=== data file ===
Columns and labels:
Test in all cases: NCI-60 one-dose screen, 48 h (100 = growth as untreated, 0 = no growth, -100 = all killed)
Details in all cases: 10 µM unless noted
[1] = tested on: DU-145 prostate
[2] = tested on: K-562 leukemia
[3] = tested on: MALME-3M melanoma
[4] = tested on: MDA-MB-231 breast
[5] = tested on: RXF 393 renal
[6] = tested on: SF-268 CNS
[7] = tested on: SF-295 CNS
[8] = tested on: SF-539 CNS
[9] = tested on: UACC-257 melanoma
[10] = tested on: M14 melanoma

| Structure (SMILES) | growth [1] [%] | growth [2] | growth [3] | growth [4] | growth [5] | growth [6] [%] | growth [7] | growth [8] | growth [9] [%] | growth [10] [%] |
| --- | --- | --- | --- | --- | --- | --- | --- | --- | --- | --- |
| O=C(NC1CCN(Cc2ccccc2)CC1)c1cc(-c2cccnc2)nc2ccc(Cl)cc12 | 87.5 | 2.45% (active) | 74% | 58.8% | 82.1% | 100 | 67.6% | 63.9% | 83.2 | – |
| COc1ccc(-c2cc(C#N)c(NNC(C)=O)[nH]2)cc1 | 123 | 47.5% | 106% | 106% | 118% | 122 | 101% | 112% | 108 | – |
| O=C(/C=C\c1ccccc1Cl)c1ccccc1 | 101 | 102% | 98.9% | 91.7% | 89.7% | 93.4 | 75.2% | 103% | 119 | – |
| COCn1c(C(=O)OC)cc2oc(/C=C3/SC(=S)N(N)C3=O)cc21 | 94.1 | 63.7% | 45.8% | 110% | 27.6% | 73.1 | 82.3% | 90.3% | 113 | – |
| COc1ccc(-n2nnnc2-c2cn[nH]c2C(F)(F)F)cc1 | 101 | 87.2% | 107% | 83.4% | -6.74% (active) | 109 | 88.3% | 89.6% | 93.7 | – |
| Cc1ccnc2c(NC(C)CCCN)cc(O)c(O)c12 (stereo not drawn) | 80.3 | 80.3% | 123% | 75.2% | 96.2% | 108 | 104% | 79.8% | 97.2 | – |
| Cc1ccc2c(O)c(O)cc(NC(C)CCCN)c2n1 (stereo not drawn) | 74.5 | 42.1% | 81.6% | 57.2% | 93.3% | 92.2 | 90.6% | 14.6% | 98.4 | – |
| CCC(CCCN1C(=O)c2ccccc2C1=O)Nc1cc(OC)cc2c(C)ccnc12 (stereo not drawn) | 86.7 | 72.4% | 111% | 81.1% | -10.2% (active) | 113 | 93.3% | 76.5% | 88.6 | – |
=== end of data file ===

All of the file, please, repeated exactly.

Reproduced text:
Columns and labels:
Test in all cases: NCI-60 one-dose screen, 48 h (100 = growth as untreated, 0 = no growth, -100 = all killed)
Details in all cases: 10 µM unless noted
[1] = tested on: DU-145 prostate
[2] = tested on: K-562 leukemia
[3] = tested on: MALME-3M melanoma
[4] = tested on: MDA-MB-231 breast
[5] = tested on: RXF 393 renal
[6] = tested on: SF-268 CNS
[7] = tested on: SF-295 CNS
[8] = tested on: SF-539 CNS
[9] = tested on: UACC-257 melanoma
[10] = tested on: M14 melanoma

| Structure (SMILES) | growth [1] [%] | growth [2] | growth [3] | growth [4] | growth [5] | growth [6] [%] | growth [7] | growth [8] | growth [9] [%] | growth [10] [%] |
| --- | --- | --- | --- | --- | --- | --- | --- | --- | --- | --- |
| O=C(NC1CCN(Cc2ccccc2)CC1)c1cc(-c2cccnc2)nc2ccc(Cl)cc12 | 87.5 | 2.45% (active) | 74% | 58.8% | 82.1% | 100 | 67.6% | 63.9% | 83.2 | – |
| COc1ccc(-c2cc(C#N)c(NNC(C)=O)[nH]2)cc1 | 123 | 47.5% | 106% | 106% | 118% | 122 | 101% | 112% | 108 | – |
| O=C(/C=C\c1ccccc1Cl)c1ccccc1 | 101 | 102% | 98.9% | 91.7% | 89.7% | 93.4 | 75.2% | 103% | 119 | – |
| COCn1c(C(=O)OC)cc2oc(/C=C3/SC(=S)N(N)C3=O)cc21 | 94.1 | 63.7% | 45.8% | 110% | 27.6% | 73.1 | 82.3% | 90.3% | 113 | – |
| COc1ccc(-n2nnnc2-c2cn[nH]c2C(F)(F)F)cc1 | 101 | 87.2% | 107% | 83.4% | -6.74% (active) | 109 | 88.3% | 89.6% | 93.7 | – |
| Cc1ccnc2c(NC(C)CCCN)cc(O)c(O)c12 (stereo not drawn) | 80.3 | 80.3% | 123% | 75.2% | 96.2% | 108 | 104% | 79.8% | 97.2 | – |
| Cc1ccc2c(O)c(O)cc(NC(C)CCCN)c2n1 (stereo not drawn) | 74.5 | 42.1% | 81.6% | 57.2% | 93.3% | 92.2 | 90.6% | 14.6% | 98.4 | – |
| CCC(CCCN1C(=O)c2ccccc2C1=O)Nc1cc(OC)cc2c(C)ccnc12 (stereo not drawn) | 86.7 | 72.4% | 111% | 81.1% | -10.2% (active) | 113 | 93.3% | 76.5% | 88.6 | – |